Industrial no more
Last week, my neighbours and I who live in the blocks facing Water Street between Great George and Weymouth were kept up all night by the discharging of several mountains of sand and gravel brought into Charlottetown Harbour by ship.
Why this type of work needs to be done between 10 p.m. and 4 a.m. is beyond anyone’s understanding. Not only is it noisy and disruptive, but it pollutes the air and causes environmental and health concerns to all.
It also damages the image of Charlottetown as a tourist destination with visitors complaining about the noise as per the owner of the B&B in the area.
Our Mayor Clifford Lee says no bylaw was broken and Water Street at Hillsborough is an industrial area, so get used to it.
We all have to recognize that the Port of Charlottetown is not the same industrial area it was prior to 1989. A once dirty and polluted area of town has been transformed at great cost and the only vestige left is the gravel and sand dumping area.
The city council is also actively encouraging all developers to build quickly on the few remaining vacant sites next to the gravel and sand dump.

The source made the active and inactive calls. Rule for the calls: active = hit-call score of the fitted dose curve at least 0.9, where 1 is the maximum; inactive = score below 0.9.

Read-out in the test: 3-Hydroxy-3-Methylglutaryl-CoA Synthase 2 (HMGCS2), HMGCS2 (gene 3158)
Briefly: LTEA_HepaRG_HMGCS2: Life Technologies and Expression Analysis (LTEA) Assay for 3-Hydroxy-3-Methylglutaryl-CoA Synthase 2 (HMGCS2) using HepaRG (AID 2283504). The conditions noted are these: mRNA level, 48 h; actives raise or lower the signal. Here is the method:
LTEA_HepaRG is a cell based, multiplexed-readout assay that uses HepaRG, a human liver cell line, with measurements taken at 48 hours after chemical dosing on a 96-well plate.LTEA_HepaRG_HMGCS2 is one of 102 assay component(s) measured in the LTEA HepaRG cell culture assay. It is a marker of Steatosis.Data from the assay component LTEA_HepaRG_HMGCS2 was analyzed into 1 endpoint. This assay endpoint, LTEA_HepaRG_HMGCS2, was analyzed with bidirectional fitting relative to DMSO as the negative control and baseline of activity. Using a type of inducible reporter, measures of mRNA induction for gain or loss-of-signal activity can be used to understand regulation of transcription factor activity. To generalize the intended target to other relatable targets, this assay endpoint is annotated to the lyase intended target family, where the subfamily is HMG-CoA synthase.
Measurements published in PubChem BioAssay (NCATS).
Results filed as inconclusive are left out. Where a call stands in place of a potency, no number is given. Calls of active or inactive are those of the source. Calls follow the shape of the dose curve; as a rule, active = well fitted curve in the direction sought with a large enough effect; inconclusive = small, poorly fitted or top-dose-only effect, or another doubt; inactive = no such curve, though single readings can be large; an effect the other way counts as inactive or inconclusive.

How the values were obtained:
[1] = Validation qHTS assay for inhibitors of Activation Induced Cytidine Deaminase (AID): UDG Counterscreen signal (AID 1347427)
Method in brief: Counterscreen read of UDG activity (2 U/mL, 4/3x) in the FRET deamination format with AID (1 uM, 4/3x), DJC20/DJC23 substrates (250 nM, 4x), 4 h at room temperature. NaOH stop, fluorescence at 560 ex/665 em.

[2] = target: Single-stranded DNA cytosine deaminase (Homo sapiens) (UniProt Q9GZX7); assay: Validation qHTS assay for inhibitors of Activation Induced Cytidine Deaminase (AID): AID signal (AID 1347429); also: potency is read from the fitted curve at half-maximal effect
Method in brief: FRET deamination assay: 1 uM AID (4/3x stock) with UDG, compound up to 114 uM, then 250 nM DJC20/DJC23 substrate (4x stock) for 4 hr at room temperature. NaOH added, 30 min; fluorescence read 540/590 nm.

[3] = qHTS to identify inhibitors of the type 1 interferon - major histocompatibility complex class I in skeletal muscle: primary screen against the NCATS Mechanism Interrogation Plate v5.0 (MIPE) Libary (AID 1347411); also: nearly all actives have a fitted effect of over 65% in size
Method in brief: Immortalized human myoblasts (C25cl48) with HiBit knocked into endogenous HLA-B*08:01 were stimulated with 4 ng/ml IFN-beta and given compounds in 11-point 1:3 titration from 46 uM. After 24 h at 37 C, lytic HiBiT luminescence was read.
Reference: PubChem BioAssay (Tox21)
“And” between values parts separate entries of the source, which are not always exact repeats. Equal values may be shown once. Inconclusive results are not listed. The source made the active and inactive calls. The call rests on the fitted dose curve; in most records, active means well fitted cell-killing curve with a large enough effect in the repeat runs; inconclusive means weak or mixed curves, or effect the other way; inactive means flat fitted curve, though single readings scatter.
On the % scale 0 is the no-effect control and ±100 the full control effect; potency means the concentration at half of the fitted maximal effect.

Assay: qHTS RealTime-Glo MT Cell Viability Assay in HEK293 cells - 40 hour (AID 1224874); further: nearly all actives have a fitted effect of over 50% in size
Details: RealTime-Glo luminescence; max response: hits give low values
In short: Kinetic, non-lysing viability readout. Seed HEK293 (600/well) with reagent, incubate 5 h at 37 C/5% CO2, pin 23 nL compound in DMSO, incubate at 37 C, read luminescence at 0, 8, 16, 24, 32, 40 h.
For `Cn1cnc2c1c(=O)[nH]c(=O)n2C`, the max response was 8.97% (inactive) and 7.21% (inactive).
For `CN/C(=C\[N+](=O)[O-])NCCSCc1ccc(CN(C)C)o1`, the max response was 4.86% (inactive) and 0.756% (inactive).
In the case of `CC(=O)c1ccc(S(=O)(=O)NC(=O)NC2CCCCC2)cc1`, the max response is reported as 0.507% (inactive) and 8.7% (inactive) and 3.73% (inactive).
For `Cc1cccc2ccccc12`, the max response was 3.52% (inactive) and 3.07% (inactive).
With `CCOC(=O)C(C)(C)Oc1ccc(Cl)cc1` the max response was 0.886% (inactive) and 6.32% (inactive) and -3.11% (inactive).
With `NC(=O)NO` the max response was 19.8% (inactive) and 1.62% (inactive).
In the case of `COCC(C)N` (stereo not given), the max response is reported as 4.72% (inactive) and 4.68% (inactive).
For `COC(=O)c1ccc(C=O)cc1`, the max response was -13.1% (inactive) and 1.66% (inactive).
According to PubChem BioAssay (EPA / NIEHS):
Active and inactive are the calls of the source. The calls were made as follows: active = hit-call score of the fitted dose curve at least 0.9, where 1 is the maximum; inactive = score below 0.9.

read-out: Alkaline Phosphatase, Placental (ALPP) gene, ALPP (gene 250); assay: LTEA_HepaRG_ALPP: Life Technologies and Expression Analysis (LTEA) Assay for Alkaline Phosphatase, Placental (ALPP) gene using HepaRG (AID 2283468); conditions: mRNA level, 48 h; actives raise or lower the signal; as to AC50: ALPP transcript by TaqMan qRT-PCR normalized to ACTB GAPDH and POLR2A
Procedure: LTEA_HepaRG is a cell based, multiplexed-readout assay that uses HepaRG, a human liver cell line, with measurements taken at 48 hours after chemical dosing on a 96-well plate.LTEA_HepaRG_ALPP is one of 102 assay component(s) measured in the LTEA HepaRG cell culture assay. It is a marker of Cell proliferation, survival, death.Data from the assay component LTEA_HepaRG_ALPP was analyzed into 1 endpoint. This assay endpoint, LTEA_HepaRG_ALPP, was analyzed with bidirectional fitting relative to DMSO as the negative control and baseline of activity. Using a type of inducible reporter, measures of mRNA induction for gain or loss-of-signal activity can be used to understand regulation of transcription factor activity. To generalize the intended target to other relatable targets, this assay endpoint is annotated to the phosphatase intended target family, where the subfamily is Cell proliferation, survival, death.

Anyone can recognize that the area is now heavily residential with hotels, private homes, apartments, a gateway to the city for cruise liners. It is no longer an industrial area except in name only.
Is it not time for the mayor and city council to wake up to that fact?
Why are the serious concerns of residents not taken into account?
Why is this tourist area being deliberately damaged by neglect on the part of the mayor and council? Why is this environmental problem allowed to exist?
Yes, there are bylaws on excessive noise in Charlottetown, but they are not enforced.
Something needs to change, the gravel and sand dump needs to move and the city and other authorities responsible must come up with a plan sooner than later.
Bylaws must be enforced and, in the meantime, discharging of polluting and hazardous material has to be done at a time of day that does not disturb the sleep of hundreds of resident taxpayers in Charlottetown.
Let’s hope that Mayor Lee and Coun. Ed Rice understands those realities and act on them.
Laurent Beaulieu of Charlottetown is Docent at Government House, a board member of the Confederation Centre for the Arts and a former diplomat of the Canadian Foreign Service where he studied and reported on International migration and population movement related to conflicts in the world.
Two cyclists pass by piles of gravel on the Charlottetown waterfront last week.